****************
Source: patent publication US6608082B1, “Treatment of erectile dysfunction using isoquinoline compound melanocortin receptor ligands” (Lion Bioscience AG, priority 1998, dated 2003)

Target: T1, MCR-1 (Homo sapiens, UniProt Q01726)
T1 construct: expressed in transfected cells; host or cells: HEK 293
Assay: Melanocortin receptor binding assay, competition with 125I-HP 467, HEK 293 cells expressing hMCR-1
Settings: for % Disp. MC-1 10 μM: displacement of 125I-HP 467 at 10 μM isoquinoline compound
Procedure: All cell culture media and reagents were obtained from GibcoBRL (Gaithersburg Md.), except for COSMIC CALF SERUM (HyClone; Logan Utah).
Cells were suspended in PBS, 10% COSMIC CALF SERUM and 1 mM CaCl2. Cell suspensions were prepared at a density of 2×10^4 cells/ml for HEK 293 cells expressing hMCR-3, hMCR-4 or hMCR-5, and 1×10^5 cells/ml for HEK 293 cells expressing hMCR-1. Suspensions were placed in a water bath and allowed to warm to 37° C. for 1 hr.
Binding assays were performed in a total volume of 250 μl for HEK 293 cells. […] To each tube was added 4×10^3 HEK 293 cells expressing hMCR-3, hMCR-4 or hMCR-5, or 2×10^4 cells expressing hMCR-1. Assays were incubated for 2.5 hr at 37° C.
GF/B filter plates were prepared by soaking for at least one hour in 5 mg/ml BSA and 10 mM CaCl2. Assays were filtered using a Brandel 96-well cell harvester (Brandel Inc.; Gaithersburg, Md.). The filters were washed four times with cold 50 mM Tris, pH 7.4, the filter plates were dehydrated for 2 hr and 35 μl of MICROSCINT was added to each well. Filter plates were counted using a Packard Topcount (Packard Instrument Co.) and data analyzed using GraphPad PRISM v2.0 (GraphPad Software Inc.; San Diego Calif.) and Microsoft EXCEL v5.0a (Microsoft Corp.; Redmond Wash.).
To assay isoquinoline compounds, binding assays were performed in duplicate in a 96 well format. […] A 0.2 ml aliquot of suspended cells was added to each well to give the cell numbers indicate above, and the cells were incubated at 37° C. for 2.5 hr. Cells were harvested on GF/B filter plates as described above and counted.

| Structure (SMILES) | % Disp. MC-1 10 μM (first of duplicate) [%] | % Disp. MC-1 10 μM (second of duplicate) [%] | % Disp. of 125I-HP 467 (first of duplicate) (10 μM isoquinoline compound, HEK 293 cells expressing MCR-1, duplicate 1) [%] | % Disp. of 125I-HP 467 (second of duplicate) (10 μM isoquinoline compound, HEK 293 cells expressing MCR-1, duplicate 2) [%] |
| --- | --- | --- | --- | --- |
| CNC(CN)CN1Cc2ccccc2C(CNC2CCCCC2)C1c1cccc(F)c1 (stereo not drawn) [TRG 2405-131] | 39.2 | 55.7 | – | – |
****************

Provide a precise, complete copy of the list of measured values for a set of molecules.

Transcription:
Source: patent publication US6608082B1, “Treatment of erectile dysfunction using isoquinoline compound melanocortin receptor ligands” (Lion Bioscience AG, priority 1998, dated 2003)

Target: T1, MCR-1 (Homo sapiens, UniProt Q01726)
T1 construct: expressed in transfected cells; host or cells: HEK 293
Assay: Melanocortin receptor binding assay, competition with 125I-HP 467, HEK 293 cells expressing hMCR-1
Settings: for % Disp. MC-1 10 μM: displacement of 125I-HP 467 at 10 μM isoquinoline compound
Procedure: All cell culture media and reagents were obtained from GibcoBRL (Gaithersburg Md.), except for COSMIC CALF SERUM (HyClone; Logan Utah).
Cells were suspended in PBS, 10% COSMIC CALF SERUM and 1 mM CaCl2. Cell suspensions were prepared at a density of 2×10^4 cells/ml for HEK 293 cells expressing hMCR-3, hMCR-4 or hMCR-5, and 1×10^5 cells/ml for HEK 293 cells expressing hMCR-1. Suspensions were placed in a water bath and allowed to warm to 37° C. for 1 hr.
Binding assays were performed in a total volume of 250 μl for HEK 293 cells. […] To each tube was added 4×10^3 HEK 293 cells expressing hMCR-3, hMCR-4 or hMCR-5, or 2×10^4 cells expressing hMCR-1. Assays were incubated for 2.5 hr at 37° C.
GF/B filter plates were prepared by soaking for at least one hour in 5 mg/ml BSA and 10 mM CaCl2. Assays were filtered using a Brandel 96-well cell harvester (Brandel Inc.; Gaithersburg, Md.). The filters were washed four times with cold 50 mM Tris, pH 7.4, the filter plates were dehydrated for 2 hr and 35 μl of MICROSCINT was added to each well. Filter plates were counted using a Packard Topcount (Packard Instrument Co.) and data analyzed using GraphPad PRISM v2.0 (GraphPad Software Inc.; San Diego Calif.) and Microsoft EXCEL v5.0a (Microsoft Corp.; Redmond Wash.).
To assay isoquinoline compounds, binding assays were performed in duplicate in a 96 well format. […] A 0.2 ml aliquot of suspended cells was added to each well to give the cell numbers indicate above, and the cells were incubated at 37° C. for 2.5 hr. Cells were harvested on GF/B filter plates as described above and counted.

| Structure (SMILES) | % Disp. MC-1 10 μM (first of duplicate) [%] | % Disp. MC-1 10 μM (second of duplicate) [%] | % Disp. of 125I-HP 467 (first of duplicate) (10 μM isoquinoline compound, HEK 293 cells expressing MCR-1, duplicate 1) [%] | % Disp. of 125I-HP 467 (second of duplicate) (10 μM isoquinoline compound, HEK 293 cells expressing MCR-1, duplicate 2) [%] |
| --- | --- | --- | --- | --- |
| CNC(CN)CN1Cc2ccccc2C(CNC2CCCCC2)C1c1cccc(F)c1 (stereo not drawn) [TRG 2405-131] | 39.2 | 55.7 | – | – |